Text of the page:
Thursday, June 7, 2012

Savannah Revisited

We were RV bound because of bad weather for a couple of days while staying in South Carolina at the Hardeeville RV park north of Savannah so I tried my Home Economic skills and cooked!  I know those who know me also know I did not sign up to COOK.  However, the Tropical Storm, Beryl, sort of changed my mind; that and Tom keeps telling me that I am a great cook Confused smile.  When we drove into Hilton Head we stopped by the Piggly Wiggly and bought some fresh shrimp, scallops, grits, red beans and rice, and Creole sauce. 


That resulted in a pretty good shrimp creole over rice and beans with almost no fuss other than shelling the shrimp, sautéing the Vidalia onions, adding a little wine and Old Bay spices. Tasted pretty good.

The next night I cooked; I use the term loosely.  I discovered this concoction by accident one night and Tom has asked for this to be prepared often. It only has seafood, no red meat.  All the ingredients are in the cupboard, freezer, or refrigerator almost all the time.  I call them staples.


I start with the Tomatoes, Okra and Corn, add 1/2 can of the Bush’s Grillin Beans (Bourbon and Brown Sugar), 2 glugs of Moe’s BBQ sauce.  Bring this to a simmer and add 1/2 lb. shelled shrimp (fresh or frozen), and 1/2 lb. scallops. Heat 3-5 minutes or just until the seafood is done.  Delicious. I think Tom would eat this 3-4 times a week with no complaints.    I, however, would have to hire a person to clean up the kitchen if I fixed this 3-4 times a week.

The weather cleared up and it was time to go back to Savannah.  We parked in the lot next to the Welcome Center/Museum on MLK, Jr. street and went to the museum. 

There was an excellent film that we watched before we went into the museum that explained the early history of Savannah.  Savannah's recorded history begins in 1733. That's the year General James Oglethorpe and the 120 passengers of the good ship "Anne" landed on a bluff high along the Savannah River in February. Oglethorpe named the 13th and final American colony "Georgia" after England's King George II. Savannah became its first city.  The amazing thing is Oglethorpe designed Savannah with streets and the famous squares and they still exist today and that makes Savannah the charming community that people want to visit today. 

The museum explores the many faces of Savannah, its railroad, its history, its famous people.



The movie, Forrest Gump was filmed in Savannah and the bench that Forrest (Tom Hanks) sat on is replicated in the museum.


The founder of the Girl Scouts, Juliette Gordon Low was born in Savannah.



And Johnny Mercer, the musician, was born in Savannah, too. A family ancestor’s home is the setting for the novel, In the Garden of Good and Evil.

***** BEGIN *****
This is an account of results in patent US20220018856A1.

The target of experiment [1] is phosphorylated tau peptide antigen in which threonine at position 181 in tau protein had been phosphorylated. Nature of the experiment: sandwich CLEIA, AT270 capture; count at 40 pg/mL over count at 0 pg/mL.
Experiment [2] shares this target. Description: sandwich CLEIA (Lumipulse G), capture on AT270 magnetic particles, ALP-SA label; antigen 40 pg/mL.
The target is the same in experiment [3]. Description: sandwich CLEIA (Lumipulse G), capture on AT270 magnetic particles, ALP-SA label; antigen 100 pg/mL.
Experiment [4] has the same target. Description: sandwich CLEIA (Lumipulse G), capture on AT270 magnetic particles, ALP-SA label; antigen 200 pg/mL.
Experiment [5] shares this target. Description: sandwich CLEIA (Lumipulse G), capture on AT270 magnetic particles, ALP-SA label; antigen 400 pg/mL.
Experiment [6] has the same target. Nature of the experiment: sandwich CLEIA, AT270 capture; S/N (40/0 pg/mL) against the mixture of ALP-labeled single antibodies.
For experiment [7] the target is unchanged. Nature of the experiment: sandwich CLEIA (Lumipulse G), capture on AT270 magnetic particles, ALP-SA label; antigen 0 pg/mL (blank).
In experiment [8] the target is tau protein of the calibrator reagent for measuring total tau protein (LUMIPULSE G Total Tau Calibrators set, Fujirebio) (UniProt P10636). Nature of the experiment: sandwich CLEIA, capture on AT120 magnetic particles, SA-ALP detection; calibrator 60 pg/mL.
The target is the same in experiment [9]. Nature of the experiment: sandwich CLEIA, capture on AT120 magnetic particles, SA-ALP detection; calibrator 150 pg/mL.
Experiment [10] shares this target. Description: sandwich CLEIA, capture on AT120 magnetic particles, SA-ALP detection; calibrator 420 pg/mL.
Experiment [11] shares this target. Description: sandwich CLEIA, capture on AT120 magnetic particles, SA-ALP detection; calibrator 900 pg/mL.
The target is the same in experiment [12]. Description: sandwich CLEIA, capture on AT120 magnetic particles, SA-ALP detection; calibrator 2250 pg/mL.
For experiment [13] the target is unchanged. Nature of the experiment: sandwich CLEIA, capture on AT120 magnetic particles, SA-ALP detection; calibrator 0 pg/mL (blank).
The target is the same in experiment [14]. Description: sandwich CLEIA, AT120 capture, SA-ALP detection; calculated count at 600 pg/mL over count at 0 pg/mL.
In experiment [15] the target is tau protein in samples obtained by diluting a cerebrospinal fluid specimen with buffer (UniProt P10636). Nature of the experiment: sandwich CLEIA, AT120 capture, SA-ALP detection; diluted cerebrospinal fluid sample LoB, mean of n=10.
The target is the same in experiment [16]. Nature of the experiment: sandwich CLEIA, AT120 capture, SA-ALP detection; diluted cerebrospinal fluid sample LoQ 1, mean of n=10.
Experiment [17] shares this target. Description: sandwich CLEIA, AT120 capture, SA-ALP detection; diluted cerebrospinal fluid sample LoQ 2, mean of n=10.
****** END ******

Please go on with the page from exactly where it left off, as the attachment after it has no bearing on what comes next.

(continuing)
We finished our visit to the museum and road the free DOT trolley down to River Street for a bite to eat. 

We found a great restaurant, Moon River Brewery.  Our waiter happened to notice us looking up a cache only 50 feet away. He had heard of caching and we gave him our card and a Path Tag and I think we might have a new cacher signing up soon.  We left the restaurant to search for the geocache.  Unfortunately, we were looking for the cache with our cell phone under a lot of trees and had to rely on the previous logs for the cache.  Many mentioned the horse pulled carriage driver.  While trying to be real stealthy, the driver walked up and said, “I think it is in there, but I don’t know what those people are looking for.”  Naturally, we told him and gave him our card with an explanation of geocaching on the back.  The name of the cache was Pitchin’ a Tent, and it explained the history of this bench. This is where James Oglethorpe first pitched his tent and rested when he landed in Georgia.  Love geocaching history.


The carriage driver told us to check out the view from the hotel third floor balcony bar across the street.  The Bohemian hotel was quite amazing, probably better than the view.


OK.  The view was pretty nice, too.

We visited the Forsyth Park, the largest of the squares designed to serve the growing southern population just as the Squares were to served the individual wards.

We caught the free DOT trolley back to the parking area and found a parking ticket on our windshield.  AGAIN. This was getting boring!  We following all the rules this time, only the parking meter lady goes home at 6 pm and it was now 6:20 pm.  A sign to this effect would have been nice.  I called the number on the ticket the next morning before we left  the RV park and was told that there was no fine or penalty, just put a check for $4.00, the parking fee, and the ticket in an envelop and mail it to the police dept.  So it cost us 1 Freedom Stamp and $4.00 and a little stress.  All’s well that ends well.


The unusual thing about this park is that we checked in, renewed once, stayed 6 days, drove in and out 4 of the 6 days, and never – no not once – saw anyone connected with the campground.  We did meet our neighbors as we were unhooking.  They are fellow Boomers and had gone on Cool Judy’s and Luke’s Albuquerque Balloon Festival Rally last year.  Another small world experience while On The Road Again, Caching Places That We’ve Never Been.

1 comment:

  1. okay, need a neighbor name (or rig description) to figure out who you met! Also, you might ask Nick if you can do a new seminar: "Fixing Parking Tickets". Seems like you are getting pretty experienced at this.


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